Country Snapshot: Spain

Marc Jarrett
Since Spain is my current home, I write this particular country snapshot outlining its Internet and telecoms characteristics with a degree of practical experience.

Specifically, I live in the middle of nowhere; on a vacation island called Tenerife off the northern coast of Africa, which is actually 1600km away from mainland Spain, but administered by it.

Upon arrival here five years ago, I had no other alternative than to approach the state incumbent Telefonica for my Internet connection, which never arrived.

After eight months of waiting, we moved to another part of the island where it was installed the next day; reflecting a trend that I have noticed: service here tends to be either top-notch, or miserable — alas often the latter.

About 25 million Spaniards have access to the Internet at this time; some 63 percent of its 40 million strong population — and the web therefore features in most households.

However, as I have learnt the hard way, most Spanish people do not speak English; and why should they? It stands to reason therefore that if you are to start making more money from Spain, you should start communicating with them in their native language.

Doing so will help convert not only traffic from Spain itself, but also from the 20 predominately Latin American countries that speak Spanish as their primary language, not to mention the vast Hispanic market within the U.S. itself. It is estimated that there are approximately 500 million Spanish speakers worldwide, making it the third most spoken language after English and Chinese.

Remember though that card penetration in most of these countries is still relatively poor, so phone billing is a prerequisite if you are to start making money from these emerging markets.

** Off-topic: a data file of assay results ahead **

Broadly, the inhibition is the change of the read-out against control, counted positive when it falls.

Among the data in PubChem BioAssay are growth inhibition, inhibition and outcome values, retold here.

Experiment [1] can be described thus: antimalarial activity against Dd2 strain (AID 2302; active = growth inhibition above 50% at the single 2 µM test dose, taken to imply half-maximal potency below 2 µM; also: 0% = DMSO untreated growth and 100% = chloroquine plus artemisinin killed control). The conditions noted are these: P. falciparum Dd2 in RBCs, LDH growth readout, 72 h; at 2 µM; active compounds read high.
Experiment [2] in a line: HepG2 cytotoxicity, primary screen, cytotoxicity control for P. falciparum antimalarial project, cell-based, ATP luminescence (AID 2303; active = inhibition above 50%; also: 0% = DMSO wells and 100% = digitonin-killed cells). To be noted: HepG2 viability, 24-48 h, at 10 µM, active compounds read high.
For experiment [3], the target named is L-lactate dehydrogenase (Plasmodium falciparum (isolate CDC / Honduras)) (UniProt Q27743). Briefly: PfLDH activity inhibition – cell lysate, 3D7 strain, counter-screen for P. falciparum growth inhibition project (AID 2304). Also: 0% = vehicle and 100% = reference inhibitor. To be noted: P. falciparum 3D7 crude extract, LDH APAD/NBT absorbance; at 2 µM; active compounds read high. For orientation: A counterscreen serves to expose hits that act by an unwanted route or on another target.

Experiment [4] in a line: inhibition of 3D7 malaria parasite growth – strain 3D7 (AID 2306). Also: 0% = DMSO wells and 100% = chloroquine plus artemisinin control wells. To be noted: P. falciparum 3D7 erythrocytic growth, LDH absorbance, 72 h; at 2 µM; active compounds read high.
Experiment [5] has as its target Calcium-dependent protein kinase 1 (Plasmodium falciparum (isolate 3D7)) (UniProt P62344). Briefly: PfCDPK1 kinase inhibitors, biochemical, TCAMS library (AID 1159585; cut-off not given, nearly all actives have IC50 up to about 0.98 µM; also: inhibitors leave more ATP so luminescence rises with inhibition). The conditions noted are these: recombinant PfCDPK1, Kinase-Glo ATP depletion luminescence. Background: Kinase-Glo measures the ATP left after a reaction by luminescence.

As for Spain proper, whilst card usage here is more commonplace, the Spanish like the anonymity and convenience of paying you via a device that practically all of them have access to — the phone.

Despite being a Catholic country, Spain retains an overall tolerance to porn and remains the headquarters of one of adult's best known hardcore brands: Private. Born in the same year that I was way back in 1965, their magazine acted as the catalyst for my subsequent lifelong appreciation of hardcore erotica, and is still available at Spanish newsstands to this day.

As for being online, Spain has caught up with the rest of Europe and the surge in Internet usage whilst being based here has been noticeable; with the local PC store often being the busiest in town.

As Spain enters into a period of pronounced economic uncertainty, more Spanish people will be staying at home this winter to entertain themselves by checking out your web offerings.

Thankfully, a picture really does say more than a thousand words, but if you want to convert a curious Spanish surfer into a paying one, remember to do so en Español.